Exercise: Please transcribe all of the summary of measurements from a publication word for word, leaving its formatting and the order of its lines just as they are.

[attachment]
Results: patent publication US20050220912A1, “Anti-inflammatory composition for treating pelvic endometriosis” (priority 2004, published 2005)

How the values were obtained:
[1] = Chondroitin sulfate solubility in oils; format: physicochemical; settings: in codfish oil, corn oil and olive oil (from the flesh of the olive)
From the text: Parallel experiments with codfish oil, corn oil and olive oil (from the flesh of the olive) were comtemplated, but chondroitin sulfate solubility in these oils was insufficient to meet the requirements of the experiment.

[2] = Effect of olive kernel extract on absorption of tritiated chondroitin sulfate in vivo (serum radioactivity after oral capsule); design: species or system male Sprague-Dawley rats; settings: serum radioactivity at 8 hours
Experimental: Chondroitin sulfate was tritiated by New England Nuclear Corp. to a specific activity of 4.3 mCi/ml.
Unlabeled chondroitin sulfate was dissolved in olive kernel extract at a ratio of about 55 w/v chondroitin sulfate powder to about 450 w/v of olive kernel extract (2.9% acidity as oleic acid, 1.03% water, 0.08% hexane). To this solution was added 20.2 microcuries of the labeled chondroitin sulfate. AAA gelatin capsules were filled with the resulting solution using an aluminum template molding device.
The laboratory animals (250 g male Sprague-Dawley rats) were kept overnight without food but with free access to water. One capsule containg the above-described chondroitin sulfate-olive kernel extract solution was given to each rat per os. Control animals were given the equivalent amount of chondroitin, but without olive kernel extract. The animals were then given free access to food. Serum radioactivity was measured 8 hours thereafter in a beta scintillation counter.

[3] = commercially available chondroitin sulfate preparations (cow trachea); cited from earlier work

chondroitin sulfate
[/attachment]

Results: patent publication US20050220912A1, “Anti-inflammatory composition for treating pelvic endometriosis” (priority 2004, published 2005)

How the values were obtained:
[1] = Chondroitin sulfate solubility in oils; format: physicochemical; settings: in codfish oil, corn oil and olive oil (from the flesh of the olive)
From the text: Parallel experiments with codfish oil, corn oil and olive oil (from the flesh of the olive) were comtemplated, but chondroitin sulfate solubility in these oils was insufficient to meet the requirements of the experiment.

[2] = Effect of olive kernel extract on absorption of tritiated chondroitin sulfate in vivo (serum radioactivity after oral capsule); design: species or system male Sprague-Dawley rats; settings: serum radioactivity at 8 hours
Experimental: Chondroitin sulfate was tritiated by New England Nuclear Corp. to a specific activity of 4.3 mCi/ml.
Unlabeled chondroitin sulfate was dissolved in olive kernel extract at a ratio of about 55 w/v chondroitin sulfate powder to about 450 w/v of olive kernel extract (2.9% acidity as oleic acid, 1.03% water, 0.08% hexane). To this solution was added 20.2 microcuries of the labeled chondroitin sulfate. AAA gelatin capsules were filled with the resulting solution using an aluminum template molding device.
The laboratory animals (250 g male Sprague-Dawley rats) were kept overnight without food but with free access to water. One capsule containg the above-described chondroitin sulfate-olive kernel extract solution was given to each rat per os. Control animals were given the equivalent amount of chondroitin, but without olive kernel extract. The animals were then given free access to food. Serum radioactivity was measured 8 hours thereafter in a beta scintillation counter.

[3] = commercially available chondroitin sulfate preparations (cow trachea); cited from earlier work

chondroitin sulfate